A Canadian Moment with Rush; Prog Dabblers to Mainstream Rock Migration

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Canada’s greatest Prog Rock export from the seventies and probably the biggest well known Canadian rock band name going, not including that kid from Stratford who shall not be mentioned in this blog due to the overwhelming embarrassment he’s brought to himself AND this country. So yes I am talking about Rush, three guys from Ontario that gave us hope in reaching global status and recognition. Sure we had other bands that came out during the sixties and seventies but folk and countrified music just wasn’t cutting it as far as something you can blast through a PA system now is it? Nothing wrong with those bands and they have their rightful place in Canadian music history but as far as a heavier sounding band we needed something that surpassed The Guess Who, Anne Murray and Gordon Lightfoot. Funny thing too is that it was the state of Ohio that really gave Rush their boost and break, so to the United States I say thank you for a great many things but for this blog, helping Rush make it big.

From their modest beginnings in the mid seventies with Geddy Lee (bass, vocals), Alex Lifeson (guitar, backing vocals) and John Rutsey (drums) they played high school dances and parties anywhere they could get their feet in the door. Good on them, because back then it was probably easier than today so step one, right place-right time. Playing covers and whatever else came of it they began to attain a bit of a following and started writing their own music but in Canada in the seventies it really wasn’t going far. It wasn’t until they recorded their first album self titled, RUSH that things began to take shape. But getting airplay in Canada wasn’t as easy as it seemed. So WMMS radio station in Cleveland, Ohio picked up on their album and the song, “Working Man” spoke volumes to the people of the there with huge thanks to DJ Donna Halper who made it a point of incorporating that song in regular playlists.  Still playing high school dances with the likes of Max Webster, (Kim Mitchell’s Alma matter)  they would start touring the province and playing community centres, halls in Canada and slightly over the border, wherever they could but by late 1973, early 1974 the band was already beginning to run in to problems. John Rutsey was showing signs of fatigue from the extensive touring they were doing due to his issues with diabetes so he stepped down and stepping in, Neil Peart (Peee-rt as he says it’s pronounced) on drums and percussion in July 1974 just two weeks before their first official US tour.

As the opening act for Uriah Heap and Manfred Mann on their first US tour they hit; Pittsburgh, Cleveland, Cincinnati, Washington DC, St. Louis, Minneapolis & Parsippany. Not bad for getting their feet wet for their first major outing and great exposure to bigger audiences. By September they were the opening act for Blue Oyster Cult and Kiss, a much better match up although Uriah Heap was always referred to as “a poor man’s Deep Purple” so that wouldn’t have been too bad a match for a gig. Given the opening slot the band were made to learn the ropes fast and use their time tightly and conservatively as there was no room for chit-chat time talking to the audience. Thank yous and that was about it really so for their benefit the opening slot helped shape them in to what they would become eventually. Back home between tours of the US the band would play venues locally with other bands in the areas but on US tours they stuck with Kiss for a while with the odd one off gig opening for Nazareth, Rory Gallagher, Law but with Kiss it gave them   an edge I feel mostly from Gene Simmons’ business sense and how Kiss was gaining a larger audience due to their stage presence and appearance, it really was a Rock show with them. 1975 saw the release of “Fly By Night” and “Caress of Steel” as the band continued touring with Kiss and a few other bands that would drop in and out of the tour were allowing Rush to hone their craft and write new ideas but their album sales weren’t coming up keeps.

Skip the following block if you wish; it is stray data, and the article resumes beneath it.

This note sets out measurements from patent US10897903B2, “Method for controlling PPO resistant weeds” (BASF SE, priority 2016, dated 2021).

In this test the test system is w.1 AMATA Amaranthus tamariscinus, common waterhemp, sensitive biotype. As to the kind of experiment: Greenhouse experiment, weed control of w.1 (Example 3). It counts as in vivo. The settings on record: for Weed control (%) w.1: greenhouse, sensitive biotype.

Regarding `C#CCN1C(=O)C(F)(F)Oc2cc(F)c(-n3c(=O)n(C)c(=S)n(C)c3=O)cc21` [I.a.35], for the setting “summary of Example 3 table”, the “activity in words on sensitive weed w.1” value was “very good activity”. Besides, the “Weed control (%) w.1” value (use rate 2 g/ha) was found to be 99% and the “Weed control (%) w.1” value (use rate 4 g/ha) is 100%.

So what’s left to do? You write a Prog epic one side piece and give it a futuristic title of a year that seems to be so far off that no one will be around to see it happen. You write 2112. The band had been writing these dark and off the wall Prog classics like; By-Tor and The Snowdog, The Necromancer & The Fountain of Lamneth with other songs dipping in to the Prog recipe books but always coming up more hard rock and riff rock than Prog but they still were only a couple albums in to their canon of Lps. 2112 became their Hail Mary record that truly saved them from calling it quits and going home. The band’s lyrical accommodations had certainly gained a much deeper and sci-fi undertaking with Neil Peart writing the majority of the songs lyrics due to his fascination with authors like Michael Moorcock et al.

1975’s North America wasn’t really ready for a Canadian band to be pushing out Prog epics and sci-fi concepts when they’ve been graced with the likes of Brit Proggers Pink Floyd with Wish You Were Here, Theatrical Prog/Folk/Rock Jethro Tull’s Minstrel in the Gallery, Hard Rockers Deep Purple between Nov. 1974’s Stormbringer and Oct. ’75’s Come Taste The Band Lps and Led Zeppelin with the question to the Are they Prog or are they hard rock, Neither! They’re Art Rock, Led Zeppelin’s double Physical Graffiti album. Yes I called Led Zeppelin Art Rock because they weren’t really mainstream, not entirely Prog, a Whole Lotta blues influences and lengthy pieces that incorporated everything but the kitchen sink and often that too! So it was Artsy in a way where you couldn’t call it one thing or another. So Rush had some competition in their way but with the release of 2112(1976) that competition seemed to be peanuts after audiences got a whiff of the title track in it’s full on attack of the mind, senses and your ears. Like something straight out of a movie you are immediately thrown in to Prog Rock of gargantuan proportions with the intro being that start and stop shuffle, delays, far string bending solos, slow downs, speed ups, effects, intensity supreme and finally an explosion that leaves you wondering, “Is that it? That’s the first song?” Nooooooooooo it is not the first song over, it’s STILL the first song!